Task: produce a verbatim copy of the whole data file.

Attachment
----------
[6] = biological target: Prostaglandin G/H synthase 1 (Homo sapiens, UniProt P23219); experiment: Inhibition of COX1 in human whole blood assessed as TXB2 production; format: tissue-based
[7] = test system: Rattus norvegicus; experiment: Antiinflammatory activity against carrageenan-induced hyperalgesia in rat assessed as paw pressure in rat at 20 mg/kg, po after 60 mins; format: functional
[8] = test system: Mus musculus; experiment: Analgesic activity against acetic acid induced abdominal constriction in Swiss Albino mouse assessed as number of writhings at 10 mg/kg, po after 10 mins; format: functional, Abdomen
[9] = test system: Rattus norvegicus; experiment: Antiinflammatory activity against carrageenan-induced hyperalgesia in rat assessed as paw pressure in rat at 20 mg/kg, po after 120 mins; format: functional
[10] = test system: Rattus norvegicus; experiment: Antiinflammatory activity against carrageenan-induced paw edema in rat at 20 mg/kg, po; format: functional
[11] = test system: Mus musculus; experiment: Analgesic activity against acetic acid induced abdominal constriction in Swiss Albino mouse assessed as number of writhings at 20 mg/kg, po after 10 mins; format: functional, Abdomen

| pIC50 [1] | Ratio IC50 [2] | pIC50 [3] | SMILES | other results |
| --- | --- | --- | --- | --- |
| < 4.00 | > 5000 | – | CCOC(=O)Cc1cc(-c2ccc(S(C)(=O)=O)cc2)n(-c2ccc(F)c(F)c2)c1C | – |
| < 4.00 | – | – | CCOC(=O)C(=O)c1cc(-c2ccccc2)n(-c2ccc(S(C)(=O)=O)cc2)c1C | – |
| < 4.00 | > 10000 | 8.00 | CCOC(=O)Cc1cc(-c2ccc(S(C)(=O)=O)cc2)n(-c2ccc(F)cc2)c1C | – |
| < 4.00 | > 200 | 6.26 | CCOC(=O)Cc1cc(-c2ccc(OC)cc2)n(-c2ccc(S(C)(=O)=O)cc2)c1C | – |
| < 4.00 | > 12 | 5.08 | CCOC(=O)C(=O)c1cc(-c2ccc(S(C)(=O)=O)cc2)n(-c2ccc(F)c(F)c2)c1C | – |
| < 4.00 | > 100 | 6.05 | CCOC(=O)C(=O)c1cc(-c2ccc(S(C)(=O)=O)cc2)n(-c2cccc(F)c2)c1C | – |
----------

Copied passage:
[6] = biological target: Prostaglandin G/H synthase 1 (Homo sapiens, UniProt P23219); experiment: Inhibition of COX1 in human whole blood assessed as TXB2 production; format: tissue-based
[7] = test system: Rattus norvegicus; experiment: Antiinflammatory activity against carrageenan-induced hyperalgesia in rat assessed as paw pressure in rat at 20 mg/kg, po after 60 mins; format: functional
[8] = test system: Mus musculus; experiment: Analgesic activity against acetic acid induced abdominal constriction in Swiss Albino mouse assessed as number of writhings at 10 mg/kg, po after 10 mins; format: functional, Abdomen
[9] = test system: Rattus norvegicus; experiment: Antiinflammatory activity against carrageenan-induced hyperalgesia in rat assessed as paw pressure in rat at 20 mg/kg, po after 120 mins; format: functional
[10] = test system: Rattus norvegicus; experiment: Antiinflammatory activity against carrageenan-induced paw edema in rat at 20 mg/kg, po; format: functional
[11] = test system: Mus musculus; experiment: Analgesic activity against acetic acid induced abdominal constriction in Swiss Albino mouse assessed as number of writhings at 20 mg/kg, po after 10 mins; format: functional, Abdomen

| pIC50 [1] | Ratio IC50 [2] | pIC50 [3] | SMILES | other results |
| --- | --- | --- | --- | --- |
| < 4.00 | > 5000 | – | CCOC(=O)Cc1cc(-c2ccc(S(C)(=O)=O)cc2)n(-c2ccc(F)c(F)c2)c1C | – |
| < 4.00 | – | – | CCOC(=O)C(=O)c1cc(-c2ccccc2)n(-c2ccc(S(C)(=O)=O)cc2)c1C | – |
| < 4.00 | > 10000 | 8.00 | CCOC(=O)Cc1cc(-c2ccc(S(C)(=O)=O)cc2)n(-c2ccc(F)cc2)c1C | – |
| < 4.00 | > 200 | 6.26 | CCOC(=O)Cc1cc(-c2ccc(OC)cc2)n(-c2ccc(S(C)(=O)=O)cc2)c1C | – |
| < 4.00 | > 12 | 5.08 | CCOC(=O)C(=O)c1cc(-c2ccc(S(C)(=O)=O)cc2)n(-c2ccc(F)c(F)c2)c1C | – |
| < 4.00 | > 100 | 6.05 | CCOC(=O)C(=O)c1cc(-c2ccc(S(C)(=O)=O)cc2)n(-c2cccc(F)c2)c1C | – |